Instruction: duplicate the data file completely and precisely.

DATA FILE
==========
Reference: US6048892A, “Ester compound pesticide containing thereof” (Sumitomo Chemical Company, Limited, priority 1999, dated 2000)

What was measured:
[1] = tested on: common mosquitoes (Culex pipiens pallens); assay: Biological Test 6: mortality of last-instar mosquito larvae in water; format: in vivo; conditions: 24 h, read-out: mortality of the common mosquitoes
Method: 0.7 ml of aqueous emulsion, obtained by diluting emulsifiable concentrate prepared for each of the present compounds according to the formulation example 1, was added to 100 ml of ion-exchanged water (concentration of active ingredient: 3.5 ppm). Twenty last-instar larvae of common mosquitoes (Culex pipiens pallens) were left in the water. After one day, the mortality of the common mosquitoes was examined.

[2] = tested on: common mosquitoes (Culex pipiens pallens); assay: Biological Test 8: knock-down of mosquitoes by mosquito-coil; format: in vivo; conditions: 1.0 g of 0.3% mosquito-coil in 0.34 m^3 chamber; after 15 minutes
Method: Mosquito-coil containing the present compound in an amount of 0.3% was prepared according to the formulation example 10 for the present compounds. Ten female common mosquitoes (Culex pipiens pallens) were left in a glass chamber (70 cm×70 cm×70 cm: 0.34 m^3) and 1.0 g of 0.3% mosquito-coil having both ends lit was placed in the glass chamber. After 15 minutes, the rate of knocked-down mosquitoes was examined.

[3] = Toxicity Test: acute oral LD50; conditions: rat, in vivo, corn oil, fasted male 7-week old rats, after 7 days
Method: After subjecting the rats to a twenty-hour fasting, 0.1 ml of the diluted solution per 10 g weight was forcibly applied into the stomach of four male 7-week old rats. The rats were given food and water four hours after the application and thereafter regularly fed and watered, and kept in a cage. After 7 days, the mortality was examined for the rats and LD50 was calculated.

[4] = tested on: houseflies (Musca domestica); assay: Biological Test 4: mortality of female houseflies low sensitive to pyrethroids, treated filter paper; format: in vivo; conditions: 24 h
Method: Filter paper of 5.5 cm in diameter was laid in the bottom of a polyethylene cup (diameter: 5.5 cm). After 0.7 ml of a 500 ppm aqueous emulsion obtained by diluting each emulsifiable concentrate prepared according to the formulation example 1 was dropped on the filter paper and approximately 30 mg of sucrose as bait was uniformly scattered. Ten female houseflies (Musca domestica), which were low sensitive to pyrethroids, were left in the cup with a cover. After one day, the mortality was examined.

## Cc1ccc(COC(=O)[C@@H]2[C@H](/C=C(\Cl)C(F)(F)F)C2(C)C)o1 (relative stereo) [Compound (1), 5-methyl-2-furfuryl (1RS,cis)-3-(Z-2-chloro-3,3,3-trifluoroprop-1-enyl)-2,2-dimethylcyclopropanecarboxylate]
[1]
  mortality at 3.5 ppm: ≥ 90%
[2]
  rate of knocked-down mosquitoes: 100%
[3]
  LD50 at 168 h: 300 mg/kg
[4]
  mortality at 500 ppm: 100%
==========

Reference: US6048892A, “Ester compound pesticide containing thereof” (Sumitomo Chemical Company, Limited, priority 1999, dated 2000)

What was measured:
[1] = tested on: common mosquitoes (Culex pipiens pallens); assay: Biological Test 6: mortality of last-instar mosquito larvae in water; format: in vivo; conditions: 24 h, read-out: mortality of the common mosquitoes
Method: 0.7 ml of aqueous emulsion, obtained by diluting emulsifiable concentrate prepared for each of the present compounds according to the formulation example 1, was added to 100 ml of ion-exchanged water (concentration of active ingredient: 3.5 ppm). Twenty last-instar larvae of common mosquitoes (Culex pipiens pallens) were left in the water. After one day, the mortality of the common mosquitoes was examined.

[2] = tested on: common mosquitoes (Culex pipiens pallens); assay: Biological Test 8: knock-down of mosquitoes by mosquito-coil; format: in vivo; conditions: 1.0 g of 0.3% mosquito-coil in 0.34 m^3 chamber; after 15 minutes
Method: Mosquito-coil containing the present compound in an amount of 0.3% was prepared according to the formulation example 10 for the present compounds. Ten female common mosquitoes (Culex pipiens pallens) were left in a glass chamber (70 cm×70 cm×70 cm: 0.34 m^3) and 1.0 g of 0.3% mosquito-coil having both ends lit was placed in the glass chamber. After 15 minutes, the rate of knocked-down mosquitoes was examined.

[3] = Toxicity Test: acute oral LD50; conditions: rat, in vivo, corn oil, fasted male 7-week old rats, after 7 days
Method: After subjecting the rats to a twenty-hour fasting, 0.1 ml of the diluted solution per 10 g weight was forcibly applied into the stomach of four male 7-week old rats. The rats were given food and water four hours after the application and thereafter regularly fed and watered, and kept in a cage. After 7 days, the mortality was examined for the rats and LD50 was calculated.

[4] = tested on: houseflies (Musca domestica); assay: Biological Test 4: mortality of female houseflies low sensitive to pyrethroids, treated filter paper; format: in vivo; conditions: 24 h
Method: Filter paper of 5.5 cm in diameter was laid in the bottom of a polyethylene cup (diameter: 5.5 cm). After 0.7 ml of a 500 ppm aqueous emulsion obtained by diluting each emulsifiable concentrate prepared according to the formulation example 1 was dropped on the filter paper and approximately 30 mg of sucrose as bait was uniformly scattered. Ten female houseflies (Musca domestica), which were low sensitive to pyrethroids, were left in the cup with a cover. After one day, the mortality was examined.

## Cc1ccc(COC(=O)[C@@H]2[C@H](/C=C(\Cl)C(F)(F)F)C2(C)C)o1 (relative stereo) [Compound (1), 5-methyl-2-furfuryl (1RS,cis)-3-(Z-2-chloro-3,3,3-trifluoroprop-1-enyl)-2,2-dimethylcyclopropanecarboxylate]
[1]
  mortality at 3.5 ppm: ≥ 90%
[2]
  rate of knocked-down mosquitoes: 100%
[3]
  LD50 at 168 h: 300 mg/kg
[4]
  mortality at 500 ppm: 100%